Heading into the 2022 NHL Draft, it felt like there would be a lot of trades taking place with so many teams pressed firmly against the salary cap. With the draft mere hours away, we have one of our first big trades of the weekend, with the Colorado Avalanche acquiring goaltender Alexander Georgiev from the New York Rangers for a third and fifth-round pick in the 2022 Draft along with an additional third-round pick in 2023.
On the surface, this seems like a lot to give up for Georgiev, who has been a perennial backup for the Rangers. However, many believe that there is more talent yet to be unlocked in the 26-year-old Bulgarian goaltender and that he has simply been stuck behind a logjam of elite goaltending talent with Henrik Lundqvist and now Igor Shesterkin taking over the starting role in New York.
However, if you’re the Rangers, this is a fantastic return for a goaltender that was no longer needed in your system. Not only are three mid-range draft picks great value, but they are also clearing out $2.425 million in cap space, which will allow them to potentially sign a new player in free agency.
Avalanche Securing Goaltending Future With Georgiev
Even if this trade feels like a bit of an overpayment, there are multiple reasons why Avalanche general manager Joe Sakic made this move now. First, this means that the team will not be able to re-sign Darcy Kuemper, the goaltender who helped lead them to their first Stanley Cup in 21 years. While the team clearly wanted to keep him around, he was an unrestricted free agent heading into the offseason, and given his recent success, will likely garner a significant payday in free agency.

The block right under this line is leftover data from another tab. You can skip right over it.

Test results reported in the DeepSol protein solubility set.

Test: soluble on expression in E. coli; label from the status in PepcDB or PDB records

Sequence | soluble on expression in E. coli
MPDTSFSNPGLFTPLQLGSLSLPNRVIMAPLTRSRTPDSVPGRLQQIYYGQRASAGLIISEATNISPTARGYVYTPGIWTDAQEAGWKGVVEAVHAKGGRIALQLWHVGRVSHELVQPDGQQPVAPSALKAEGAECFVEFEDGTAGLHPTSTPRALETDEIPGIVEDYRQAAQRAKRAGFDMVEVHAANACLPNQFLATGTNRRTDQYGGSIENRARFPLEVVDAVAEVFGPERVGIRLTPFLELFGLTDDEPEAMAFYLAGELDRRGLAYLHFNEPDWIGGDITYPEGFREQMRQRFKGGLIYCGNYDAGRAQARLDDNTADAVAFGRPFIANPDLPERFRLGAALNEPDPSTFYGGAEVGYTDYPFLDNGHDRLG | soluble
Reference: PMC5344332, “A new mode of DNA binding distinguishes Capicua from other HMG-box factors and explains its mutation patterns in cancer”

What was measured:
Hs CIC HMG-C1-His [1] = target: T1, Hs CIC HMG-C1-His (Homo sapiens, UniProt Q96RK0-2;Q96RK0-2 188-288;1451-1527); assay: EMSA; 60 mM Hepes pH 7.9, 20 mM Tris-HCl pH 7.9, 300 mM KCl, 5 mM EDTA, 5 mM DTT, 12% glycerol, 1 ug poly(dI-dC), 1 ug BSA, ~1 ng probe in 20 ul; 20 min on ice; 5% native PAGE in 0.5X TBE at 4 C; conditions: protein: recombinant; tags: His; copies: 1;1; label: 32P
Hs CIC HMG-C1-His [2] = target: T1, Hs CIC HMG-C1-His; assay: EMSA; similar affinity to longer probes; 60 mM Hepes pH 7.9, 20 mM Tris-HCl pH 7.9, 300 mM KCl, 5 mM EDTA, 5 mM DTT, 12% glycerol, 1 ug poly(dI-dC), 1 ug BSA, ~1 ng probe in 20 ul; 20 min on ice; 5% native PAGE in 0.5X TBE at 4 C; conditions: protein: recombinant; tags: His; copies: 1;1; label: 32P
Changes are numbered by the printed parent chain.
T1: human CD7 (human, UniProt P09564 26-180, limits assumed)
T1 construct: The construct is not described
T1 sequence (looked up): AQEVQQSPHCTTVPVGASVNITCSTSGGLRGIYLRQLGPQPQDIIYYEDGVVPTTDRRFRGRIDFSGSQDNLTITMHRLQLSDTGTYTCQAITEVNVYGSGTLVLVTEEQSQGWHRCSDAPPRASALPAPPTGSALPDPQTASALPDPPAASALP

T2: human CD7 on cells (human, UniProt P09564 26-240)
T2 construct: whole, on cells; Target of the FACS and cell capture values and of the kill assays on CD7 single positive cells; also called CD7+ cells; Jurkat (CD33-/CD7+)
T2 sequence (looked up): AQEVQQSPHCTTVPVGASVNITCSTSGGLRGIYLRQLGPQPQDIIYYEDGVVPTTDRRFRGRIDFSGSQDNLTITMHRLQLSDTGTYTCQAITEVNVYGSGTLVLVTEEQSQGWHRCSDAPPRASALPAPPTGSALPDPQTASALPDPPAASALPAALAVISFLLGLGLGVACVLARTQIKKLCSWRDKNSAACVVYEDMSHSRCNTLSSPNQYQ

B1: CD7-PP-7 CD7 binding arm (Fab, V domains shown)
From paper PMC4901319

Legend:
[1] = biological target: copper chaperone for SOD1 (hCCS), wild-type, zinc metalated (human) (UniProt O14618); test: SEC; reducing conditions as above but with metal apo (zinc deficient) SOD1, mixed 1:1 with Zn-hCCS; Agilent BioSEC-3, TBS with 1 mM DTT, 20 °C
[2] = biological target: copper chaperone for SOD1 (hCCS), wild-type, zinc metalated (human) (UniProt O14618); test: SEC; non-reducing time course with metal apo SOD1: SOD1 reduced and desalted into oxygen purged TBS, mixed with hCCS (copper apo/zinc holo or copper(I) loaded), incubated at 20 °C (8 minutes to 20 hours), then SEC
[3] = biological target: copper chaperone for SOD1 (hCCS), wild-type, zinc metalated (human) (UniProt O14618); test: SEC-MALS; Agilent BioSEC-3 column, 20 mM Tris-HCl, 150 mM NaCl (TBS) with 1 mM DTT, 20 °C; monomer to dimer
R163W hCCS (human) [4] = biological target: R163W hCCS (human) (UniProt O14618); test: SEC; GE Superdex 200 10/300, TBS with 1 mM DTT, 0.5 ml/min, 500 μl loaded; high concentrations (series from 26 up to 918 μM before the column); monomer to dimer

Also, Georgiev is a restricted free agent when his contract ends in the 2023 offseason, meaning that the Avalanche will be able to negotiate a new deal with him that could either be long-term if things go great in 2022-23 or short-term if they are just looking to keep him around as a stop-gap while they search out new options.
Either way, the Avalanche now have their goaltending situation figured out. While it’s not ideal to lose your Stanley Cup-winning starter, they already proved that they can win meaningful postseason games with their backup.
Most importantly, this is a sign that Sakic believes that Georgiev is more than just a backup. You don’t give up that package of picks for a player who will just sit on the bench for 50 to 60 games. This will be his chance to prove that he is an NHL starter, and there’s no better team in the league to get this chance with.